BY ROBBIE MASON
A new report by the Australian Council of Social Services (ACOSS) has painted a dire picture of life below the poverty line, revealing that those on income support payments are skipping meals, foregoing medicine, using lights and heating less and becoming increasingly socially isolated.
The research also found that the upcoming increase to welfare rates, which will start from September 20, is not enough to stop “widespread distress”.
In the May 2023 Budget, the Federal Government announced that income support payments will increase by $20 per week or $28 per week once inflation is accounted for – a jump well below what many welfare advocacy organisations including ACOSS have demanded. A Labor bill to introduce the $20-a-week welfare payment increase received significant hostility from both side of the political spectrum.
The Federal Government also signalled a 15 percent increase to Commonwealth Rent Assistance (CRA) in that budget.
ACOSS Deputy CEO Edwina MacDonald condemned the nation’s “woefully low” income support payments.
“Australia’s income support payments are among the lowest in wealthy nations and do not cover the essentials of life such as rent, energy and food, causing serious harm to those who rely on them,” she said.
“While every dollar counts, the $4-a-day increase this month will not go far at all when food, rent and clothes are getting more expensive.”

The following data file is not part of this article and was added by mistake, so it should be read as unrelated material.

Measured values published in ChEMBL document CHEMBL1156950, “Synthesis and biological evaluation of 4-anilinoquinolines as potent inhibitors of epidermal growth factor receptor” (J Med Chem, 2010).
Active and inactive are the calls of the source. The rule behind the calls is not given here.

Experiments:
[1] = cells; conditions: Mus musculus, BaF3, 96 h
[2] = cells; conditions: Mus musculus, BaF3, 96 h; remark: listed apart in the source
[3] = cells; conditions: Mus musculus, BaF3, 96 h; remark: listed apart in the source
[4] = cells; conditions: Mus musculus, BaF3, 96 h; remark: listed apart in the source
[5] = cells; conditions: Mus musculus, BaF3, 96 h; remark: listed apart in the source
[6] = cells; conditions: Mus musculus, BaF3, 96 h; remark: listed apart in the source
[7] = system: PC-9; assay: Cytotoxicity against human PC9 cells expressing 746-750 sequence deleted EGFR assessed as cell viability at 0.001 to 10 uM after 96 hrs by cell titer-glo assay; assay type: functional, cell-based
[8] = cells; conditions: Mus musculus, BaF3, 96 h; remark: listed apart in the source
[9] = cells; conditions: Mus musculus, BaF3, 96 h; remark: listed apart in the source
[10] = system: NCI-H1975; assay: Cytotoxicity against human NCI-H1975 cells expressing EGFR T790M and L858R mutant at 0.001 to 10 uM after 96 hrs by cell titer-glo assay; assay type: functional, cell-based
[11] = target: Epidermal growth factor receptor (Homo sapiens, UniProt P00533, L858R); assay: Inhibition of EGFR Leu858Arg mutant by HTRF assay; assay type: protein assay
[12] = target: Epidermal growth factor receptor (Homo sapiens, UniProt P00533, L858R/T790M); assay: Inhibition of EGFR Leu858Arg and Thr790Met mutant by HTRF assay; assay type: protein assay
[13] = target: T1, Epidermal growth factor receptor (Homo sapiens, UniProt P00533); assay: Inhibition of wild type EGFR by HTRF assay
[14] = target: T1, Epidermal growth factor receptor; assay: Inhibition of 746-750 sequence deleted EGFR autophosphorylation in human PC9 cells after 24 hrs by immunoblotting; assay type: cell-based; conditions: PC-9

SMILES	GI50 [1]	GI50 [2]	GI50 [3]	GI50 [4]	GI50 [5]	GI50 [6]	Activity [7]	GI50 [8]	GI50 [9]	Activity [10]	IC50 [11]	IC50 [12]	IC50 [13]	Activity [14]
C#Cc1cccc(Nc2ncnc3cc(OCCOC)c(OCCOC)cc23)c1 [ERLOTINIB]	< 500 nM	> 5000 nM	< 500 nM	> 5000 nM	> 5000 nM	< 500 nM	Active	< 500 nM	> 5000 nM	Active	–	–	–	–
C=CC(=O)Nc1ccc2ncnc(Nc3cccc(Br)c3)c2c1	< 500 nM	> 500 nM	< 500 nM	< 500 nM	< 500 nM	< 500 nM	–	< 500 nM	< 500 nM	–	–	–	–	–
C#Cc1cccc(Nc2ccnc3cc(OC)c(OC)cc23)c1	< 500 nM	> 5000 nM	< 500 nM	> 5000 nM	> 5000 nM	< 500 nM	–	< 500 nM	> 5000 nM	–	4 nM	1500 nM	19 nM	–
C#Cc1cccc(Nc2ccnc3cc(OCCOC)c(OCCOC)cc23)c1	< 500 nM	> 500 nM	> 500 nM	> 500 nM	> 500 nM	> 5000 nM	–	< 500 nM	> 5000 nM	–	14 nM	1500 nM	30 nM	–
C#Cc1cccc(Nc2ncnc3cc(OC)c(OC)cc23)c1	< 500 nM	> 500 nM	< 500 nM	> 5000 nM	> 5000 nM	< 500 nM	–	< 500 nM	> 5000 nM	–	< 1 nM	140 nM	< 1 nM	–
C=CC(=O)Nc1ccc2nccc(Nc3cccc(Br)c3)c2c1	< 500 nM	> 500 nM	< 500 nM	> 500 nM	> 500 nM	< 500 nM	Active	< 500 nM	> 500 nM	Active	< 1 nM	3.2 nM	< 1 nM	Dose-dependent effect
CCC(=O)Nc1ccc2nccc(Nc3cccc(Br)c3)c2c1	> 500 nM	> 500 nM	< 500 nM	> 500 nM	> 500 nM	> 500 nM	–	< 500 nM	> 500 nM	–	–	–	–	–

The ACOSS survey received responses from 270 people on JobSeeker payments, Youth Allowance, Parenting Payment, Austudy and Abstudy between July and August this year.
The report shows that many welfare recipients are frighteningly close to homelessness. Of those privately renting, 94 percent reported rental stress, defined by spending more than 30 percent of their income on rent. More than half of that number indicated they spend 50 percent or more of their income on rent.
Over 70 per cent of respondents said they were eating less and rationing meals, while more than 60 per cent testified that they could not afford medication or medical appointments when sick.
Almost all respondents indicated that rising living costs have affected their mental health (98 percent) and physical health (93 percent).
The report suggests a raft of changes to government policy.
ACOSS Deputy CEO Edwina MacDonald said, ““we must raise income support payments to at least the pension rate – currently $76 a day – to lift people out of poverty, improve wellbeing and support people to participate in employment and society.”
ACOSS has also called for: an increase to CRA which better reflects individual rent payments, a doubling of the CRA maximum threshold, the establishment of a $55 a week disability and illness supplement and the introduction of a single parent supplement which rises according to the age of the child.
The ACOSS report comes on the back of a host of reports which have underlined the devastating impact and flaws in Australia’s social security system.
A recent collaborative report between GetUp and the Antipoverty Centre, which demands the abolition of ‘mutual’ obligations for JobSeeker recipients, revealed that bullying, harassment, discrimination and administrative payment errors plague job service providers, This system not only harms the mental health of welfare recipients, the report argues; it also worsens their financial status.
Polling suggests that Labor may be shooting itself in the foot when it comes to welfare. At Labor’s national conference in August, ACOSS released Ipsos polling which showed that voters in three key battleground seats, targeted by the Greens, want a significant increase in JobSeeker payments. 66 per cent of Labor voters in Cooper, Wills, and Macnamara believe the September rise in the JobSeeker rate is too low.